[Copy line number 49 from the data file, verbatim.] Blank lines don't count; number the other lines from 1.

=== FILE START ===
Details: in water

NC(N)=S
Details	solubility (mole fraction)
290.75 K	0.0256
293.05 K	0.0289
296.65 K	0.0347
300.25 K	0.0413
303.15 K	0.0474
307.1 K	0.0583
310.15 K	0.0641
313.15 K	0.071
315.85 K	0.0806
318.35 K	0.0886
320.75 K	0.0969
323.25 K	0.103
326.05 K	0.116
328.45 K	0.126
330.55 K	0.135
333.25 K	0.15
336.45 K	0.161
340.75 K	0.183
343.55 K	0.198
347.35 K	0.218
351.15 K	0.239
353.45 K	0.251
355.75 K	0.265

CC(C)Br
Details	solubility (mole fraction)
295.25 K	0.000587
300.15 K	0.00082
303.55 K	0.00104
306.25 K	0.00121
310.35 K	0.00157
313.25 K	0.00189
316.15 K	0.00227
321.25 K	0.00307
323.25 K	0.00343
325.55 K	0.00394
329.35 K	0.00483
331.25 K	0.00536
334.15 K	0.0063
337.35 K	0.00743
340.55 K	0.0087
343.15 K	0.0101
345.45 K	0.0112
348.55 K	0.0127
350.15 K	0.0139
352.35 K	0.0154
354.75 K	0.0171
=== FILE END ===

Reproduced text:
354.75 K	0.0171